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10 barriers to reducing antipsychotics for dementia

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As a result of my experiences as a care partner to someone living with dementia, I have become a vocal advocate for a behavioural/experiential approach to dementia care, which is embraced by a growing number of dementia care pioneers worldwide.

Like these pioneers, some of whom I’ve listed with links at the end of this post, I also advocate against the inappropriate use of antipsychotic medications to “treat” behaviours that are for the most part NOT caused by dementia, but instead by the environments and situations in which we place people who live with dementia as well as the ways in which we interact with them.

The behaviours that are often labeled “difficult” or “problematic” in people who live with dementia would be considered normal responses in anyone else. Geriatricians, ethical medical professionals and health organizations worldwide are calling for drastic reductions in the use of antipsychotic medications that sedate elderly people with dementia into compliance for the sake of convenience and cost reduction.

These drugs are dangerous. They are largely ineffective in treating dementia-related responsive behaviour. Their use is not recommended in elderly people with dementia. They produce debilitating side effects, and in some cases premature death. There are better, more effective, less risky, proven ways to achieve the desired results.

The inappropriate use of these drugs can be reduced; it’s been proven over and over. When care staff are trained in best practices, usage rates fall and everyone is better off, So why are these medications still so widely used? There is no simple answer.

Rather, there is a cluster of interrelated factors, which create barriers and negatively impact efforts to move away from a biomedical model of care toward one that is person-centered and humane. Big pharma is a major one, our drug culture, particularly in certain jurisdictions such as my home province Quebec, Canada, is another.  But there are more.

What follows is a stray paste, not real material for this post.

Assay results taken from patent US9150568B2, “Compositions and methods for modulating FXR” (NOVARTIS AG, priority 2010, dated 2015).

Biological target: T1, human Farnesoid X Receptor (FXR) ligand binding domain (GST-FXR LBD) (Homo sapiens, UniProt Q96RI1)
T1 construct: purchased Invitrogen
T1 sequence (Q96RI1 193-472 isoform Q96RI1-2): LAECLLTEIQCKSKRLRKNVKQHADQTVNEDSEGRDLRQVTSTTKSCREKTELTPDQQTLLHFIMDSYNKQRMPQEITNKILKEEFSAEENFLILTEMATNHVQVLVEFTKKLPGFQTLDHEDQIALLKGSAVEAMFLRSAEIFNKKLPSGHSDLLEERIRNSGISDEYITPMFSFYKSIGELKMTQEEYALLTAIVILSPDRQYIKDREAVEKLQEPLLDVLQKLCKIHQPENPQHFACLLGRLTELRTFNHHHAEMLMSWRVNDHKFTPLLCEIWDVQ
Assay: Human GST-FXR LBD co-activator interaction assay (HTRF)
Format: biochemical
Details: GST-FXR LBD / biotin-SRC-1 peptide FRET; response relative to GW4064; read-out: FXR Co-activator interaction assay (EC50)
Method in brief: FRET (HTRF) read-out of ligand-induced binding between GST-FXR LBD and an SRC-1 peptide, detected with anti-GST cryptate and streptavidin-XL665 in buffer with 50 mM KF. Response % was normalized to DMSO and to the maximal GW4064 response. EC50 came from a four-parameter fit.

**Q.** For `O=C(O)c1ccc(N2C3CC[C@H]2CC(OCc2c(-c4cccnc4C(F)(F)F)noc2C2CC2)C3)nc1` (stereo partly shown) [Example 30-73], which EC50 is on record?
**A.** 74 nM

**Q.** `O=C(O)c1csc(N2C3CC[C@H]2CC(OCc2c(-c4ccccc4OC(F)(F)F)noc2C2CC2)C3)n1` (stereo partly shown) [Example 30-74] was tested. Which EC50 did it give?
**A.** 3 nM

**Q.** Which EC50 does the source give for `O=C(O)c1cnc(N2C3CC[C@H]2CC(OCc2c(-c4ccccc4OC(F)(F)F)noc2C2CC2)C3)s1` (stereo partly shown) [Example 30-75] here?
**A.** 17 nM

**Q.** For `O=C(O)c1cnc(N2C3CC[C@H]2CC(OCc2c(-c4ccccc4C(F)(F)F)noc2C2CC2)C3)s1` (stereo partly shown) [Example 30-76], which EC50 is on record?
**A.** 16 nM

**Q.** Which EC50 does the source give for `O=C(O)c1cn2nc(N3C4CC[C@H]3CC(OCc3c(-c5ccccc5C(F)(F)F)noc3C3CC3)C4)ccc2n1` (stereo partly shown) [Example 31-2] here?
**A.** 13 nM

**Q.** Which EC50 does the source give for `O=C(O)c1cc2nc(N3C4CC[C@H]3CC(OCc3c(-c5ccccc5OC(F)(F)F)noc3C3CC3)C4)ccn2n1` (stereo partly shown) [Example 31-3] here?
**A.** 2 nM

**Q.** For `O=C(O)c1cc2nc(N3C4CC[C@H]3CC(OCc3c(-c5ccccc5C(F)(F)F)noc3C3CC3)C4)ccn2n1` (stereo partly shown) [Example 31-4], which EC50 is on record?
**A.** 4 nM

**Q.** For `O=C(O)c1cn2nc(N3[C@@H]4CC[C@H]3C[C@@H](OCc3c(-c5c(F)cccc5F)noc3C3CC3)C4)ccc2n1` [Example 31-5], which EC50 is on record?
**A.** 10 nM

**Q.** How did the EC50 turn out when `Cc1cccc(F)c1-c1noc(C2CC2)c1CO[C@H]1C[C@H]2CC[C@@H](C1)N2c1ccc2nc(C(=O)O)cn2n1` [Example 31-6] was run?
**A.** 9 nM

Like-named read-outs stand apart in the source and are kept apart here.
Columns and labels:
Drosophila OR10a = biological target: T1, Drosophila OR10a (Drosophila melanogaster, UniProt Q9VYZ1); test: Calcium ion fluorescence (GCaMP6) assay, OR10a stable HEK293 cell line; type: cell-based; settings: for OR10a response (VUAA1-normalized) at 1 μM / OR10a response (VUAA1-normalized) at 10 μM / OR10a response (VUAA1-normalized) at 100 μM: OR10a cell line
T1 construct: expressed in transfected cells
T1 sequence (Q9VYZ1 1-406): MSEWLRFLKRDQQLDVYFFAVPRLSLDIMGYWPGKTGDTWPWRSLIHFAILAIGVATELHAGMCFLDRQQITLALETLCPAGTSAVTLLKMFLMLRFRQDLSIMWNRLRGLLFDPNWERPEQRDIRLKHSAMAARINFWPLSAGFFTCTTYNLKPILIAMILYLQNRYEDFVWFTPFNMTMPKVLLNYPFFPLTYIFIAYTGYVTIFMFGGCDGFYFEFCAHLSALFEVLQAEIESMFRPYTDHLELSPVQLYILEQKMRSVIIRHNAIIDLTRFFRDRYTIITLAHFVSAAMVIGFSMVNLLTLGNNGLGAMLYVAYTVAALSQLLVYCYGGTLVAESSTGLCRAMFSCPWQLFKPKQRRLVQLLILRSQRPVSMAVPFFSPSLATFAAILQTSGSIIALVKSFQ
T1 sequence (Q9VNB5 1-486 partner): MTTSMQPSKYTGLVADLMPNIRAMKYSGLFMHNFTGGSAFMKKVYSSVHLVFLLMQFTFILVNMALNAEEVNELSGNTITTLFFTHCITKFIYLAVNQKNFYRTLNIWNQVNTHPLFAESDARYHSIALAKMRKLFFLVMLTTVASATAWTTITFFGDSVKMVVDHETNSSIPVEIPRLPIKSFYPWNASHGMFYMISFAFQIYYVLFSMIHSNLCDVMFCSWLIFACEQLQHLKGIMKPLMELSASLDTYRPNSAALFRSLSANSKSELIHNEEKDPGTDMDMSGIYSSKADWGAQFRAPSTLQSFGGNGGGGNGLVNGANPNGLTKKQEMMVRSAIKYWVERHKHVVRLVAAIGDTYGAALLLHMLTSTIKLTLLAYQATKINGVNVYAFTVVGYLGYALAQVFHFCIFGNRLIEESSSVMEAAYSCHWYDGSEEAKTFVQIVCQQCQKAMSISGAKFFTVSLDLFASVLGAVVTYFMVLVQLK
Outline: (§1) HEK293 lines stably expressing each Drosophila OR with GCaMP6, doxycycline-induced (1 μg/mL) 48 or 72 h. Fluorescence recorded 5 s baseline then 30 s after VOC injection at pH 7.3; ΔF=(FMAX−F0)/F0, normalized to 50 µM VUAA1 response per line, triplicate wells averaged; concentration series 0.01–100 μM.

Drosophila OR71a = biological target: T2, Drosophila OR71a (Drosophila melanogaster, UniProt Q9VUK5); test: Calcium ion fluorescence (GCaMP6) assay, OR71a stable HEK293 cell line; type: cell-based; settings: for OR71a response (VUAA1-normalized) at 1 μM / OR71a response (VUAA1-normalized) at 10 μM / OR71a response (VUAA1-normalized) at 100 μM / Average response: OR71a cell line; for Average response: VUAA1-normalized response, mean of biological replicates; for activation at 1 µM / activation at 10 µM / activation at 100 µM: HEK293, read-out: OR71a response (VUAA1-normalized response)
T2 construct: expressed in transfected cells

We need to address all of these factors to effect change. With that in mind, I’ve created a visual framework for thinking about, and taking action on the issue. I intend to use this framework to organize my thoughts, research, writing and activism moving forward, and I hope it might also be useful to other thinkers, researchers, dementia care advocates and care partners as together we work toward better care for people who live with dementia.

 

10 Antipsychotic factors

 

A short list of amazing dementia care pioneers:

See also: 3 books and 1 loving video that will change the way you see Alzheimer’s / dementia

Photo credit: Copyright: ginasanders / 123RF Stock Photo

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8 Comments

  1. Mum is on this awful drug(4mg, 2years) . It doesn’t help at all ,but trying to cut her down is a nightmare she was on 5mg, been on 4mg for about 5mths. Side effects are worse than the anxiety and aggitation she was given them for in the first place ( fried her brain)

    • D. Jones, I’m so sorry to hear this. The best strategy I believe is to not start people on these medications to begin with – doing so just creates a slippery slope. That’s what happened with my mom. It’s hard to comment further without knowing the circumstances in which you and your mom find yourselves. Everyone’s case is unique, and most are extraordinary complicated. There are no “easy” solutions. That said, one thing is sure and that is that the disease evolves and that circumstances change, and so there are always opportunities to change “treatments” and medication protocols to address that evolution.

  2. Excellent piece, Susan, and I love the visual depiction of factors leading to overuse of antipsychotics. I’m going to share this important post on my advocacy page. Thanks for all of your wonderful work!

    • Thanks Ann. I have a lot of material, ideas and perspectives to share on all of the factors, and I intend to do so over time. The “framework” may evolve as I continue to explore and write, but I think this is a good start. I look forward to your support and input as the process continues, and I thank you also for your great work 🙂